Stocks falter in run-up to central bank meetings

Associated Press
Currency traders smile at the foreign exchange dealing room of the Korea Exchange Bank headquarters in Seoul, South Korea, Tuesday, July 31, 2012. The Korea Composite Stock Price Index rose 2.27 percent, or 38.20, to close at 1,881.99. (AP Photo/Ahn Young-joon)
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LONDON (AP) — The stock markets' rally ran aground Tuesday amid doubts over Europe's ability to solve its longer-term financial problems and expectation that the Federal Reserve will not seek to stimulate the U.S. economy further this week.

Markets have been buoyant since last Thursday on hopes that European policymakers will back powerful new measures to battle the continent's debt crisis.

As so often before in the debt crisis, however, the risk is that Europe's leaders overpromise and under-deliver.

"Disappointment in the wake of the meetings could be severe if measures are not announced, or if those outlined are not deemed to be sufficiently impressive," said Chris Beauchamp, market analyst at IG Index.

In Europe, stocks lost their momentum and all main markets were trading modestly lower.

Germany's DAX was 0.1 percent lower at 6,770 while the CAC-40 in France fell 0.6 percent to 3,300. The FTSE 100 index of leading British shares was 0.4 percent lower at 5,669.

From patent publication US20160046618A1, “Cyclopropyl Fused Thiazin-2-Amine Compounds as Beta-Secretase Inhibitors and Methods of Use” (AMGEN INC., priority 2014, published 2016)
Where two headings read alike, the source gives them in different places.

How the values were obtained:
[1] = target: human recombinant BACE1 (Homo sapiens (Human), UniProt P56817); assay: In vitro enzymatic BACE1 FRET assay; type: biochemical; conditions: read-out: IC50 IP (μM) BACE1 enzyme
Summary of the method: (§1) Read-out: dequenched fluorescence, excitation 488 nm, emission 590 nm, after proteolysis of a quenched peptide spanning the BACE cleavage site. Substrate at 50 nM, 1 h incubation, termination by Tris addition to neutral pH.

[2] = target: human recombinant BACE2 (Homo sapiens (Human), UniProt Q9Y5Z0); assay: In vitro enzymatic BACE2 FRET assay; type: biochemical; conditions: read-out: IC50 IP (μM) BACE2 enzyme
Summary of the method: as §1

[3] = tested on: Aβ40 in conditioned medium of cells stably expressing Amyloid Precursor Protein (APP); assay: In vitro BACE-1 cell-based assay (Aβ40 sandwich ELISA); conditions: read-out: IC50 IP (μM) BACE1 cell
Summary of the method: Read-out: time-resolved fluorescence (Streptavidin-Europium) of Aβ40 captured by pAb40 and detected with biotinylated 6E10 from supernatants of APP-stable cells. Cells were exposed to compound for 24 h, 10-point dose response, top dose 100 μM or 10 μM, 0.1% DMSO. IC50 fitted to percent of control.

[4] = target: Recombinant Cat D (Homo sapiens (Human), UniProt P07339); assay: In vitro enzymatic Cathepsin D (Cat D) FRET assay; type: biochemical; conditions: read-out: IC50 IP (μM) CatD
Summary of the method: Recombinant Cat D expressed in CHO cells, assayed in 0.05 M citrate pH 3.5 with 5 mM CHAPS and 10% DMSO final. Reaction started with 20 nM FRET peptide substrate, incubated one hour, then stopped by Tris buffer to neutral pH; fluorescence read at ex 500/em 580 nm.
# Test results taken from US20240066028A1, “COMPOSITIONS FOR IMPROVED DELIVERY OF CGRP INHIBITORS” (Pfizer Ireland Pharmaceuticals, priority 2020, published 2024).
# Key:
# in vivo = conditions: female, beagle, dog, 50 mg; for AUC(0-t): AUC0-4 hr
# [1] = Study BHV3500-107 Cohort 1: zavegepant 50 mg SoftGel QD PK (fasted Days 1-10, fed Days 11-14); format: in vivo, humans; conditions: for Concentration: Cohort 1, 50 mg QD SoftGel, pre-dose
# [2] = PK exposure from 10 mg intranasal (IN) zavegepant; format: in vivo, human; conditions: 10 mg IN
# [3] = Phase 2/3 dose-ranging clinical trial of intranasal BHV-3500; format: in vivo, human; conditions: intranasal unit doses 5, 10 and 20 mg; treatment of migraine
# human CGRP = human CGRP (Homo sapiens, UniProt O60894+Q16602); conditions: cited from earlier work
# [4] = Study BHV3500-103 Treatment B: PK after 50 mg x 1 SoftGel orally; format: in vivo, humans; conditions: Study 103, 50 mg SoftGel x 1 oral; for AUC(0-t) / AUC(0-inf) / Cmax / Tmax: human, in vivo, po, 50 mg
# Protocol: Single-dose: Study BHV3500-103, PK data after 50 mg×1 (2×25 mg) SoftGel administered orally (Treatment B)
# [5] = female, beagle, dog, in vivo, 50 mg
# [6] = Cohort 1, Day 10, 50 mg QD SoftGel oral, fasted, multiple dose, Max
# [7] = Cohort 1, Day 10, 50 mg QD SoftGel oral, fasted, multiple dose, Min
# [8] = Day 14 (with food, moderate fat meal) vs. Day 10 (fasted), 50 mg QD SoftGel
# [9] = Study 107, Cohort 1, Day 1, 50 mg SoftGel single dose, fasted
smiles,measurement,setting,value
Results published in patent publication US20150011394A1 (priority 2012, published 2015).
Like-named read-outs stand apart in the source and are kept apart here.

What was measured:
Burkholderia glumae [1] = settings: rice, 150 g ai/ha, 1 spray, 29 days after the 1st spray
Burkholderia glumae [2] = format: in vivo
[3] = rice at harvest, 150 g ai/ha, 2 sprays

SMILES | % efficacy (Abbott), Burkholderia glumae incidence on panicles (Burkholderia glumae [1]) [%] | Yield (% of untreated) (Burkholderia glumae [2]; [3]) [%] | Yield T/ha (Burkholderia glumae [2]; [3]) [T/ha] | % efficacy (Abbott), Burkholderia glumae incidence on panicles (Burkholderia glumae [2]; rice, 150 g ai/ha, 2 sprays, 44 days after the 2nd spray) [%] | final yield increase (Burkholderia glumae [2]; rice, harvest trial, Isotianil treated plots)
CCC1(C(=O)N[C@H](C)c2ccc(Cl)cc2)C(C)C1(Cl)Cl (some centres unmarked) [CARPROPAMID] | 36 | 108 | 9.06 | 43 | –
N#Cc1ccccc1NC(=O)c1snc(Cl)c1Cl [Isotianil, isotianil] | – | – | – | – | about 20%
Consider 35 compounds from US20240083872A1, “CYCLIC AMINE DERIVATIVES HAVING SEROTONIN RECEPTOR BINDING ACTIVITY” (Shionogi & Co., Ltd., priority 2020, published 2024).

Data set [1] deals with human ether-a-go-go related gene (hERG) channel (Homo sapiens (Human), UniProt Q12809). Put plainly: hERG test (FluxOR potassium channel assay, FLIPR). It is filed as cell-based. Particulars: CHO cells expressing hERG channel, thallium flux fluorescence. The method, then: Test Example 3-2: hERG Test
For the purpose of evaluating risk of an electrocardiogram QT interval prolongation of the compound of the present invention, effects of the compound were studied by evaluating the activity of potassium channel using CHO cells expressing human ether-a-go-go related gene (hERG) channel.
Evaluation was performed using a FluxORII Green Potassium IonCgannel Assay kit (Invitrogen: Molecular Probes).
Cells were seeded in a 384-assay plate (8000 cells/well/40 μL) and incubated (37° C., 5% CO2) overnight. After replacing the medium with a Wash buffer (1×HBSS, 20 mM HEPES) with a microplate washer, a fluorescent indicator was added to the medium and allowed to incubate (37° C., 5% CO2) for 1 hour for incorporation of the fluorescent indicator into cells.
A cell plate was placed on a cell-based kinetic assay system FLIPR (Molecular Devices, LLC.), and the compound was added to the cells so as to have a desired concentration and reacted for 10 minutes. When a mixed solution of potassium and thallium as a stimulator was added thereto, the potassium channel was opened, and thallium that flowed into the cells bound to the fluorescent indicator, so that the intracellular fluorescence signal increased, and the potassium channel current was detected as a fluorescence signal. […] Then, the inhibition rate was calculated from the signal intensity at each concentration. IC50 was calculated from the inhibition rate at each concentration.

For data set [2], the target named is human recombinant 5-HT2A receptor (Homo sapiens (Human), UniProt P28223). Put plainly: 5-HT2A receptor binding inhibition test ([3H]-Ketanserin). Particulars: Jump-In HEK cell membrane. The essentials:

U.S. stocks opened lower, too, with the Dow Jones industrial average down 0.2 percent at 13,044 and the broader S&P 500 index 0.1 percent lower at 1,384.

Despite Tuesday's retreat, stocks remain considerably higher than where they were last Thursday, when European Central Bank chief Mario Draghi ratcheted up expectations of a new plan.

His comments that the bank is "ready to do what it takes" to save the beleaguered currency, has led many in the markets to believe that the ECB will at the very least ramp up its bond-buying program at this Thursday's monthly policy meeting to keep a lid on Spain's and Italy's borrowing rates.

Draghi's statement of intent came at a particularly important time as Spain's borrowing costs surged to dangerous levels, raising the risk that one of Europe's biggest economies will need a bailout that would strain the euro currency union's finances.

Spain's borrowing rates remain high, certainly in comparison with strong euro economies like Germany. However, they are at manageable rates for now, with the ten-year bond yield at 6.64 percent. Anything above 7 percent is thought unsustainable in the long-run.

The euro was also solid, trading 0.2 percent higher at $1.2284 despite figures showing a record 17.8 million people were unemployed in the eurozone in June.

Markets aren't just focusing on Europe. The Federal Reserve starts its two-day policy meeting later in the day and investors will be keenly awaiting Wednesday's statement to see if it backs another monetary stimulus.

"Consensus appears to be that the Fed will hold off from making any bold steps in the short term," said Fawad Razaqzada, market strategist at GFT Markets.

Earlier in Asia, Japan's Nikkei 225 stock average rose 0.7 percent to close at 8,695.06 and Hong Kong's Hang Seng gained 1.1 percent to 19,796.81. South Korea's Kospi rose 2.1 percent to 1,881.99 while Australia's S&P/ASX 200 climbed 0.6 percent to 4,269.20.

China's Shanghai Composite dipped 0.3 percent to finish at 2,103.63 as investors appeared unimpressed by a government announcement the day before that it will launch projects to attract private investments in energy, health and other industry sectors in an attempt to reverse an economic slump.

Oil prices tracked equities lower, with benchmark crude for September delivery down 26 cents to $89.52 a barrel in electronic trading on the New York Mercantile Exchange.

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